Day6n7 - CE 561 Lecture Notes Fall 2009 Days 6 and 7:...

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CE 561 Lecture Notes Fall 2009 p. 1 of 20 Days 6 and 7: Sensitivity Analysis and Data Fitting to Extract Rate Parameters Extracting rate parameters from concentration vs. time profiles A common task in chemical kinetics and reaction engineering is to perform laboratory experiments to measure rate parameters for a reaction, under carefully controlled conditions, then use these rate parameters in modeling some other process. Here, we consider how to extract useful rate parameters from experimental data. Concentration vs. time is the most common kinetic measurement, but the methods discussed here are also applicable to concentration vs. position in a plug-flow reactor, and are mostly applicable to concentration vs. residence time in a well-mixed stirred tank reactor at steady state. Before we can extract rate parameters, we must have a postulated functional form for the reaction rate in terms of species concentrations. For given values of the rate parameters this function predicts the concentration vs. time profiles. We can calculate the best rate parameters for several functional forms and discriminate between them based on how well they reproduce the experimental results. If none of the forms fits the experimental results to within experimental error, we must look for a different form (or larger error estimates due to systematic errors that were overlooked). If more than one of the functions fits the data to within experimental error, then we require more experiments to distinguish between them. If we postulate a mechanism in terms of elementary reactions (which will individually obey the law of mass action) then the mechanism will imply a functional form for the reaction rates. In chemical kinetic experiments, we may use all reactants except one in large excess so that their concentrations are effectively constant during the reaction. If we can do this separately with each species, then we can isolate the concentration dependence of the rate of the overall reaction. Suppose we observe the overall reaction A + 2 B products We might do some experiments with a large excess of B and assume that the rate has a power- law dependence on the concentration of A. Then we have r = k eff C A n where the B concentration dependence has been lumped into the effective rate constant. Now we would like to determine n , the reaction order with respect to A. One method of doing this is to measure the reactant half-life (the time it takes for half of the A to disappear) for various initial concentrations of A. It can be shown that, for an arbitrary value of n , ( ) ) log( ) 1 ( ) 1 ( 1 2 log log 1 2 1 o A eff n C n n k t = So, a log-log plot of 2 1 t vs. C Ao will have a slope of –( n -1). Note that for n = 1 the half-life is independent of the initial concentration. Once n has been determined from the slope of this plot, k eff can be determined from the intercept. The reaction order with respect to B can be determined in the same way or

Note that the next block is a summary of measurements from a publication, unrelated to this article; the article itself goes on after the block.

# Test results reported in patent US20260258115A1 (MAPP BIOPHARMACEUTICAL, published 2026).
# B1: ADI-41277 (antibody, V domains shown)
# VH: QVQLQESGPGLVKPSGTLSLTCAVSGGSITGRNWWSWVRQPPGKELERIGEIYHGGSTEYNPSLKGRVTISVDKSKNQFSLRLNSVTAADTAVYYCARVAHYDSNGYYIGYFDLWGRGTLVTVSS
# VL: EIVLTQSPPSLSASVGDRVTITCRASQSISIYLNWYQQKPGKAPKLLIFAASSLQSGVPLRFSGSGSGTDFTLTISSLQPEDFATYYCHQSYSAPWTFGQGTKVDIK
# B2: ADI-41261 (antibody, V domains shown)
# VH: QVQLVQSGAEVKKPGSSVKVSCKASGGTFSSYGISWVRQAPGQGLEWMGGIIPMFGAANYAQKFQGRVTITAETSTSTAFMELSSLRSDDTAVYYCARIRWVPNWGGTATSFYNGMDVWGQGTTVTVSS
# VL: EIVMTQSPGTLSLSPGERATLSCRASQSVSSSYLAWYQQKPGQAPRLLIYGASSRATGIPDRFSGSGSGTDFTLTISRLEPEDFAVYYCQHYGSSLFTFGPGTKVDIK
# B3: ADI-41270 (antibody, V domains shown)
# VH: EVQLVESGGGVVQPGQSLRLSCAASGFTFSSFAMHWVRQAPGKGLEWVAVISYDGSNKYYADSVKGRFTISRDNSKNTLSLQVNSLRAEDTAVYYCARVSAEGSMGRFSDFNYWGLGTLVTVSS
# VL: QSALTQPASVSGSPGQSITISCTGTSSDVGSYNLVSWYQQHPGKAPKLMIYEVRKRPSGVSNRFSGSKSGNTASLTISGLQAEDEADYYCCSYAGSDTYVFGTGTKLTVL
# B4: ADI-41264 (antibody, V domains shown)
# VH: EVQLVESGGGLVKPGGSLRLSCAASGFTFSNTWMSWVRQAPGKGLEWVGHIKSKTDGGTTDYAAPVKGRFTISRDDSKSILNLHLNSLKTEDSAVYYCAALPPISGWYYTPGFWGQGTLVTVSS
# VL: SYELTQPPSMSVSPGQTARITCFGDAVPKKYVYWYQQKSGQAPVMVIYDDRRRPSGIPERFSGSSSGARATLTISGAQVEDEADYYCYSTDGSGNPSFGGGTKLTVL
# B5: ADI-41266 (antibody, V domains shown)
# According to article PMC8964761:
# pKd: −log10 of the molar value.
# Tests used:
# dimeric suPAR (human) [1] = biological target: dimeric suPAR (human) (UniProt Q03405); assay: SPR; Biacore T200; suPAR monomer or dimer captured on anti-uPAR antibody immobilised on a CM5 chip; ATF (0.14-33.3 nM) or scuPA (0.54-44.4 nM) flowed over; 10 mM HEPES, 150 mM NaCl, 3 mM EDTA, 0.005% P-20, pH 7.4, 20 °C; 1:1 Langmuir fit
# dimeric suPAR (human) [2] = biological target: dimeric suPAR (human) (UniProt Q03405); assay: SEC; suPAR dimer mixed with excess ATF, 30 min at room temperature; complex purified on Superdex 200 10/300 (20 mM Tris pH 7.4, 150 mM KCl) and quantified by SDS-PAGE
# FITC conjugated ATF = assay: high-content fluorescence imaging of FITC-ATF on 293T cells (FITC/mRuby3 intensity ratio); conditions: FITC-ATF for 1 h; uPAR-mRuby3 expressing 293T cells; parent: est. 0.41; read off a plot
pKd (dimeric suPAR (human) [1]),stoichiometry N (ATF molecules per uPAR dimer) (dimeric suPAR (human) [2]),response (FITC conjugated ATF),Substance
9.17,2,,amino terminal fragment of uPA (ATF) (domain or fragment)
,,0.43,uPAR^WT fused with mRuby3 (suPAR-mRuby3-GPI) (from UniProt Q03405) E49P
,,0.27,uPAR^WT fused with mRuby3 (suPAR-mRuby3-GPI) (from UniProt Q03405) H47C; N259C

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Day6n7 - CE 561 Lecture Notes Fall 2009 Days 6 and 7:...

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